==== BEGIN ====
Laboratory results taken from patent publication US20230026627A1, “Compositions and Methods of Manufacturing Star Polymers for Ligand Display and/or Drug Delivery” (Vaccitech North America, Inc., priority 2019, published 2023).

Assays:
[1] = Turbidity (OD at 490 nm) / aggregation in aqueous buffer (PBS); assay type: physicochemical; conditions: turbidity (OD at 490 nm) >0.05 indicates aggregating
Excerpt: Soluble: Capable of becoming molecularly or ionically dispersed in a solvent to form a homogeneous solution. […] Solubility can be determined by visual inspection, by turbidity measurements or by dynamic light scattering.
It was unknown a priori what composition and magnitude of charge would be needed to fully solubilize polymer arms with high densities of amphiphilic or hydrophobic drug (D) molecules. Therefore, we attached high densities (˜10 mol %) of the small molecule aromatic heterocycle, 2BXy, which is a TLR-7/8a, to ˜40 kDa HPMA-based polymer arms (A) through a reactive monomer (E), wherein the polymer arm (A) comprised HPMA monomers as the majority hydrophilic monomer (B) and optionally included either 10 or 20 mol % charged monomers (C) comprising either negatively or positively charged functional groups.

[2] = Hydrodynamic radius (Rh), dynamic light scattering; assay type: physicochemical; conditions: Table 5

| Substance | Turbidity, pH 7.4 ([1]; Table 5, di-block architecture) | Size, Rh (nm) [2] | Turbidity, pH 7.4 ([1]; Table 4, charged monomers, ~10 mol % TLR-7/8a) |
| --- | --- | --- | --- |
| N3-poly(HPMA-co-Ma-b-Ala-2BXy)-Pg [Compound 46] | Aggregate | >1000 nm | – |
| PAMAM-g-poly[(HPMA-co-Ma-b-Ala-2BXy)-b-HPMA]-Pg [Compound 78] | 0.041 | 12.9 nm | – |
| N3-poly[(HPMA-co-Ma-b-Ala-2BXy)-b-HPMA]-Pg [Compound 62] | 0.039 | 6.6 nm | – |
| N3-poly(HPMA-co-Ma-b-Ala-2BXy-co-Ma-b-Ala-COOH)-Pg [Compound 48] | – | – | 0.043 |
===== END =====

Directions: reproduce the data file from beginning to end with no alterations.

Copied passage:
Laboratory results taken from patent publication US20230026627A1, “Compositions and Methods of Manufacturing Star Polymers for Ligand Display and/or Drug Delivery” (Vaccitech North America, Inc., priority 2019, published 2023).

Assays:
[1] = Turbidity (OD at 490 nm) / aggregation in aqueous buffer (PBS); assay type: physicochemical; conditions: turbidity (OD at 490 nm) >0.05 indicates aggregating
Excerpt: Soluble: Capable of becoming molecularly or ionically dispersed in a solvent to form a homogeneous solution. […] Solubility can be determined by visual inspection, by turbidity measurements or by dynamic light scattering.
It was unknown a priori what composition and magnitude of charge would be needed to fully solubilize polymer arms with high densities of amphiphilic or hydrophobic drug (D) molecules. Therefore, we attached high densities (˜10 mol %) of the small molecule aromatic heterocycle, 2BXy, which is a TLR-7/8a, to ˜40 kDa HPMA-based polymer arms (A) through a reactive monomer (E), wherein the polymer arm (A) comprised HPMA monomers as the majority hydrophilic monomer (B) and optionally included either 10 or 20 mol % charged monomers (C) comprising either negatively or positively charged functional groups.

[2] = Hydrodynamic radius (Rh), dynamic light scattering; assay type: physicochemical; conditions: Table 5

| Substance | Turbidity, pH 7.4 ([1]; Table 5, di-block architecture) | Size, Rh (nm) [2] | Turbidity, pH 7.4 ([1]; Table 4, charged monomers, ~10 mol % TLR-7/8a) |
| --- | --- | --- | --- |
| N3-poly(HPMA-co-Ma-b-Ala-2BXy)-Pg [Compound 46] | Aggregate | >1000 nm | – |
| PAMAM-g-poly[(HPMA-co-Ma-b-Ala-2BXy)-b-HPMA]-Pg [Compound 78] | 0.041 | 12.9 nm | – |
| N3-poly[(HPMA-co-Ma-b-Ala-2BXy)-b-HPMA]-Pg [Compound 62] | 0.039 | 6.6 nm | – |
| N3-poly(HPMA-co-Ma-b-Ala-2BXy-co-Ma-b-Ala-COOH)-Pg [Compound 48] | – | – | 0.043 |